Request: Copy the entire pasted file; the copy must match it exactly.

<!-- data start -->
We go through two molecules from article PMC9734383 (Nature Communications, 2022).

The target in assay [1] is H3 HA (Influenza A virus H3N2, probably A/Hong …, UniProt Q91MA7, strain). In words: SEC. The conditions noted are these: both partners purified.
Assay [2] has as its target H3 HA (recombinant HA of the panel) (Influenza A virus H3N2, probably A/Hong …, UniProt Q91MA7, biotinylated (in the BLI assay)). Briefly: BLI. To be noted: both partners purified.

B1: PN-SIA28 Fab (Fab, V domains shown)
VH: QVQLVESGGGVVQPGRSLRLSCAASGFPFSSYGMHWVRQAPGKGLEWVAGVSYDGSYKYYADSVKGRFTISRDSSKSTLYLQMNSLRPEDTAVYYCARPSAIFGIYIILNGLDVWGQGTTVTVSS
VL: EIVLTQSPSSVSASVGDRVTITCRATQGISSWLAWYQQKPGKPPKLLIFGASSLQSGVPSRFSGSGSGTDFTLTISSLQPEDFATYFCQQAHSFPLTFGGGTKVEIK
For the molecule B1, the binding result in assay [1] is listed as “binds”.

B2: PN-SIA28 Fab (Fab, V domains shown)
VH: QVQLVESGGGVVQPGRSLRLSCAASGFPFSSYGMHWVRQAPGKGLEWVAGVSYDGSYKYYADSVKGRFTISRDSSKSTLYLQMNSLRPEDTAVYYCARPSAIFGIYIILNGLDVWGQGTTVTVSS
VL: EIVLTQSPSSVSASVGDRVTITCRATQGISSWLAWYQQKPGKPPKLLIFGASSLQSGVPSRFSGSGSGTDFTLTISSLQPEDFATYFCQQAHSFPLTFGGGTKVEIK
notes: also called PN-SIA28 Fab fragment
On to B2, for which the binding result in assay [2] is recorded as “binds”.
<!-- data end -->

We go through two molecules from article PMC9734383 (Nature Communications, 2022).

The target in assay [1] is H3 HA (Influenza A virus H3N2, probably A/Hong …, UniProt Q91MA7, strain). In words: SEC. The conditions noted are these: both partners purified.
Assay [2] has as its target H3 HA (recombinant HA of the panel) (Influenza A virus H3N2, probably A/Hong …, UniProt Q91MA7, biotinylated (in the BLI assay)). Briefly: BLI. To be noted: both partners purified.

B1: PN-SIA28 Fab (Fab, V domains shown)
VH: QVQLVESGGGVVQPGRSLRLSCAASGFPFSSYGMHWVRQAPGKGLEWVAGVSYDGSYKYYADSVKGRFTISRDSSKSTLYLQMNSLRPEDTAVYYCARPSAIFGIYIILNGLDVWGQGTTVTVSS
VL: EIVLTQSPSSVSASVGDRVTITCRATQGISSWLAWYQQKPGKPPKLLIFGASSLQSGVPSRFSGSGSGTDFTLTISSLQPEDFATYFCQQAHSFPLTFGGGTKVEIK
For the molecule B1, the binding result in assay [1] is listed as “binds”.

B2: PN-SIA28 Fab (Fab, V domains shown)
VH: QVQLVESGGGVVQPGRSLRLSCAASGFPFSSYGMHWVRQAPGKGLEWVAGVSYDGSYKYYADSVKGRFTISRDSSKSTLYLQMNSLRPEDTAVYYCARPSAIFGIYIILNGLDVWGQGTTVTVSS
VL: EIVLTQSPSSVSASVGDRVTITCRATQGISSWLAWYQQKPGKPPKLLIFGASSLQSGVPSRFSGSGSGTDFTLTISSLQPEDFATYFCQQAHSFPLTFGGGTKVEIK
notes: also called PN-SIA28 Fab fragment
On to B2, for which the binding result in assay [2] is recorded as “binds”.